More­over, au­thor­i­ties en­cour­aged cit­i­zens to re­port what they be­lieved was mis­lead­ing or false in­for­ma­tion.

The min­istry is not the only mon­i­tor­ing en­tity.Within grow­ing re­stric­tions on the pub­lic sphere, pro-state ac­tors have also played the role of mon­i­tor­ing and re­port­ing so­cial me­dia con­tent, es­pe­cially if posted by po­lit­i­cal or hu­man rights ac­tivists and po­lit­i­cal op­po­nents.

This con­tent was of­ten used by such me­dia to con­duct smear cam­paigns against those per­sons, in­clud­ing on some oc­ca­sions the use of pri­vate in­for­ma­tion for the same pur­pose.

In a more pro­gres­sive ap­proach, some gov­ern­ment in­sti­tu­tions have been fol­low­ing up on news cir­cu­lated on so­cial me­dia and then is­su­ing state­ments to clar­ify their au­then­tic­ity.

GOV­ERN­MENT CON­TIN­UES TO SEEK MEANS TO CON­TROL ON­LINE CON­TENT, EN­FORCE PENAL­TIES

Users’ pri­vacy pro­tec­tion

While the world is wit­ness­ing one of the most pow­er­ful scan­dals re­lated to Face­book’s ex­ploita­tion of users’ data, the topic is not viewed as a pri­or­ity in Egypt.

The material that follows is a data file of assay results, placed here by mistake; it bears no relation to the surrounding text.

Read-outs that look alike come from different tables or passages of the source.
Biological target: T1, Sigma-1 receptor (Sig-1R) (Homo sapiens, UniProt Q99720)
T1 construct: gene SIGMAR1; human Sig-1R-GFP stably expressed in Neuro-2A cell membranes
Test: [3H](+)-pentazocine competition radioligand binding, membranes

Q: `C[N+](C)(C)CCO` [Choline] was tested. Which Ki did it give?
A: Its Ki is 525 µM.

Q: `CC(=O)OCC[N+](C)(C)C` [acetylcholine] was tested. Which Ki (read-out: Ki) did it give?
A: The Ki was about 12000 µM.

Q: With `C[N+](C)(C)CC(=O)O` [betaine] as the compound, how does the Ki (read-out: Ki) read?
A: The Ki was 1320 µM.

The is­sue re­cently came up dur­ing de­bates on a new law that would reg­u­late the op­er­a­tions of ride-hail­ing ap­pli­ca­tions such as Uber and Ca­reem, where both com­pa­nies re­port­edly ob­jected to ar­ti­cles that would re­quire them to pro­vide state au­thor­i­ties with com­plete ac­cess to their data­bases.

In the new cy­ber­crimes law, there are penal­ties that would ap­ply against com­pa­nies, state, or pri­vate en­ti­ties mis­us­ing the data of in­ter­net users or breach­ing their data pri­vacy.

Ac­cord­ing to the lo­cal Al-Youm AlSabea web­site, ar­ti­cle 26 of the law stip­u­lates a prison sen­tence of at least six months and/or a fine rang­ing be­tween EGP 50,000 and EGP 100,000 in the case of vi­o­lat­ing pri­vacy and users’ data for pro­mo­tion pur­poses with­out their con­sent.

In fact, for­eign re­ports said the Egyp­tian gov­ern­ment had pur­chased dif­fer­ent pro­grammes aimed at sur­veil­lance from Western coun­tries.A re­cent re­search by Ci­ti­zen Lab sug­gested the gov­ern­ment was do­ing more than that:us­ing in­ter­net users to mine cryp­tocur­rency.